A new permanent exhibition, Time and Navigation: The Untold Story of Getting from Here to There, opened April 12. It explores how revolutions in timekeeping over three centuries have influenced how people find their way. The project is a collaboration between the National Air and Space Museum and the National Museum of American History.
The exhibition's underlying theme is, "if you want to know where you are, you need an accurate clock," and the exhibition features a broad array of timekeeping devices. Also on display are navigation devices used on nineteenth century ships, World War II aircraft, submarines, and spacecraft. Also highlighted are applications and devices used by people living and working all across the world, such as GPS. Methods are traced through the decades to show that of all the issues facing navigation, one challenge stands out: the need to determine accurate time.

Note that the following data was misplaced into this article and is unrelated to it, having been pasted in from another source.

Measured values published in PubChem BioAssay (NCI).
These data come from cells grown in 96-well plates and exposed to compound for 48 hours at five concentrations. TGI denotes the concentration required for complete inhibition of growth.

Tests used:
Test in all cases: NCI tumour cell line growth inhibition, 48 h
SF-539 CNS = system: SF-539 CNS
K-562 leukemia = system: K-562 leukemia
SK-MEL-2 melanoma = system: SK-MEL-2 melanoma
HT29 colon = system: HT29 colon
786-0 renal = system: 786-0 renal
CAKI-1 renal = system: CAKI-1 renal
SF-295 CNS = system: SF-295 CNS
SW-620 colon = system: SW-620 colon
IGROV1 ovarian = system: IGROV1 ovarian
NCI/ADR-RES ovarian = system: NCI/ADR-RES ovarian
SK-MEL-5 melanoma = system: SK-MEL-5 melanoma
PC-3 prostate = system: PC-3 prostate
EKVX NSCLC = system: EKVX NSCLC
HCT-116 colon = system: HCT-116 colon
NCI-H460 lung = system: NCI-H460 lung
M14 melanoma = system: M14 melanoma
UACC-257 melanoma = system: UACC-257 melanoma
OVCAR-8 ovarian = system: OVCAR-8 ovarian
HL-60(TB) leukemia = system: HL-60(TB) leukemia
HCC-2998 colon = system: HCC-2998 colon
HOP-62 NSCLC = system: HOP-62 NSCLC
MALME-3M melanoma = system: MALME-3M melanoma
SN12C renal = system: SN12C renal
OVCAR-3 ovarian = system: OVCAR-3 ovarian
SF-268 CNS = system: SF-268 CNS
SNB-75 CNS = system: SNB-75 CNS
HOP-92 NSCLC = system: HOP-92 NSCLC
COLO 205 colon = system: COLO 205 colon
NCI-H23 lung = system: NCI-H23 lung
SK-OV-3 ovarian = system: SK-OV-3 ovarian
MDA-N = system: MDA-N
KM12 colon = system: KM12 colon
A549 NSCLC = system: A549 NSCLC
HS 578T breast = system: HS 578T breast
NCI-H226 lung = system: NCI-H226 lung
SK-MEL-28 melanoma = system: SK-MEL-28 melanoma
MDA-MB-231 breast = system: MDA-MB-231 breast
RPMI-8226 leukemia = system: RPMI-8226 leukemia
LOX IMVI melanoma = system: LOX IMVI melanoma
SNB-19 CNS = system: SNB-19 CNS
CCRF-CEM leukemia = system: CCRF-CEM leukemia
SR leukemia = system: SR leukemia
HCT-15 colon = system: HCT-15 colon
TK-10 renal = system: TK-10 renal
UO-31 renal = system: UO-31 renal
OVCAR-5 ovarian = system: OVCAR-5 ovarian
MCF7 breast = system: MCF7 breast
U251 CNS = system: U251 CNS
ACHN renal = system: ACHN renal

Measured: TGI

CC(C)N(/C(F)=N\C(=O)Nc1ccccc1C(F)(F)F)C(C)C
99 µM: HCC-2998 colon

The gallery spans three centuries of efforts to travel on Earth and through the solar system. Examples of "navigation gone wrong" are featured in each of five sections: Navigating at Sea, Navigating in the Air, Navigating in Space, Inventing Satellite Navigation, and Navigation for Everyone.
Time and Navigation was made possible by the generous support of Northrop Grumman Corporation; Exelis Inc.; Honeywell; National Geospatial-Intelligence Agency; U.S. Department of Transportation; Magellan GPS; National Coordination Office for Space-based Positioning, Navigation & Timing; Rockwell Collins; and the Institute of Navigation.